The fear of losing my family - that is a paralyzing fear. Something happening to Addison, or Derek, or my parents. That is a fear that makes my heart race and my hands shake. It's a fear that I don't have control over - I can't fix it, or fight it, or make it disappear with a couple double A batteries.
I have been maintaining a Caring Bridge website for my dad since he got sick - it's been a way to keep friends and family in the loop with his treatment and the ups and downs we have endured in the past six weeks. I try to keep it focused on dad, which after blogging shamelessly about myself for so long, is more difficult than it might sound. I focus on the positive, the medical details, the gratitude that I feel for the people - many whom I have never even met - who have come out to show their support in so many different ways.
That all being said - I am terrified. My dad is sick. My 66 year old dad, who climbs mountains, plays tennis obsessively, hikes and bikes and does EVERYTHING... has cancer. Six weeks ago, we thought he had slipped a disc when he was hiking with friends. It would have been inconvenient because it would mean another surgery and I was annoyed that he pushed himself so hard and got hurt just as they were coming back to Washington. I was annoyed at my dad. And he had cancer. Granted, I didn't know it until the next week, but I still feel guiltly for it. I feel horrible that I was irritated that he was going to be laid up during the one summer they had planned to spend at home and we wouldn't get to go to Hat or boating or camping because he'd be recovering. How selfish AM I?? I know that my best friend would tell me I didn't know, I had know way of knowing, and that I can't beat myself up for it (and I love you for that Tori) but the idea still rips at my heart. After the diagnosis, for a while, things still seemed kind of normal. We knew that dad's back was really messed up and when I checked him out of the hospital last time, I remember thinking - we can do this. He's the same person, he's still pretty strong, he's going to be the same person all throughout this process. I came back a week later and he could hardly move, he could hardly speak, and he couldn't do anything without help. My dad, my superhero... needed help. Then, I came back another week or so later to find him in the hospital, with tubes coming out of everywhere, unable to speak, thirty pounds lighter, dozing in and out of consciousness. That was the moment when I realized how bad things really were... are. So I did what I do best when I freak out - I took over. I got him whatever he needed from the nurses, I cheered him on to get him out of bed, I cleaned up when he coughed up phlegm from the pneumonia, I questioned the doctors, I held his hand, I paid bills. I did whatever I could to just DO something because sitting there and absorbing the enormity of the situation was too much for me.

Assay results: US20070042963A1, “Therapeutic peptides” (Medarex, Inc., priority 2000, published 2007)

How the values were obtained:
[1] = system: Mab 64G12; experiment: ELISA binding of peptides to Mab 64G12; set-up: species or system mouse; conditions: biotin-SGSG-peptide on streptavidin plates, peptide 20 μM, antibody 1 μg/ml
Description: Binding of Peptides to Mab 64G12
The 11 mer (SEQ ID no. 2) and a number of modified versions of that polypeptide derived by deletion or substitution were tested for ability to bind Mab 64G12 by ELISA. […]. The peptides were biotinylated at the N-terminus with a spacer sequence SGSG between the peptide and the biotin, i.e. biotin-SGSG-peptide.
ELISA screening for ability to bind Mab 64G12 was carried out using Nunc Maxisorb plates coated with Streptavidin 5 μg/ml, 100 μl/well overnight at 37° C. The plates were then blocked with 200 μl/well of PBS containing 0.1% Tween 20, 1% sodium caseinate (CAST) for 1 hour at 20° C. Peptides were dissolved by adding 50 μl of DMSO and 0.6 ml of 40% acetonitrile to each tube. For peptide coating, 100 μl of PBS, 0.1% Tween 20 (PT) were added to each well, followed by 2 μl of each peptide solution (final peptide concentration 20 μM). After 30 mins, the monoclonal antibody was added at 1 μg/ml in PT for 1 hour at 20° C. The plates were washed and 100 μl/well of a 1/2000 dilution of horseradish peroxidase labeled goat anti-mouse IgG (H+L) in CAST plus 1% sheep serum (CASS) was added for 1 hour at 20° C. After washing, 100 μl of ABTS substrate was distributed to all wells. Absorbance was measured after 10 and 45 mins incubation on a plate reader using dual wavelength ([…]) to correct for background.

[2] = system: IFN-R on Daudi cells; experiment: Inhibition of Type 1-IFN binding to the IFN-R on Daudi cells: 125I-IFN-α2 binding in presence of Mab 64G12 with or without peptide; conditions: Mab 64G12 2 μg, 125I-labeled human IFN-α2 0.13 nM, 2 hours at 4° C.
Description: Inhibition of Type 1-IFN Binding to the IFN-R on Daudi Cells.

Now I'm home and I'm two hours away from being able to do something that makes me feel like I'm helping in any sort of way and it's frustrating as all hell. It's everything I can do to not call mom or the hospital 50 times a day to make sure that things are okay. I'm set to graduate in four weeks and I have three horrifically difficult classes standing in my way but I can't focus on the research I need to be doing. I'm disorganized to the point of not knowing what assignments I have due or when (which is NOT like me) and almost to the point of not caring. I just want to pick up my house, my husband, and my daughter and set us all down right next to the hospital so I can be there whenever I need to be without the worry of $25 a day parking, horrendous gas prices getting over the pass, Addison needing a nap, school work, and the fifty thousand other things that I'm obsessing over at the moment.
I. am. terrified. of. losing. my. dad.
I know that he will pull through this - he has to. He is stronger than cancer will ever be... but he is my dad and I don't want him to even have to fight this fight. It's not fair - it's not supposed to happen to him... the star quarterback, the Vietnam veteran, the man who taught me how to ride a bike and shoot a gun, who walked me down the aisle at my wedding and told me during our dance together that as long as I was happy, all the wedding craziness was worth every penny, the man who has a secret handshake with my baby girl. This isn't supposed to happen to him.
I have cried twice since we found out about the cancer. The night my mom called and confirmed what we had feared, I sobbed on Derek shoulder for most of the night. And now, as I write this, I'm crying again. Maybe it's because it's the first time I've really let myself feel how terrifying this whole journey is. I don't know... I just thought that after everything that this family has had to endure so far this year, that somewhere along the line, we'd catch a break. Apparently, life has other plans. So, I will cry tonight and let it out. I will write my research paper tomorrow and I will drive to Seattle on Monday and be with dad as much as I can in two short days. And for now, that's all I can do. But if life feels the need to see how strong we are in this family, then fine. We can take it. We don't have any other choice.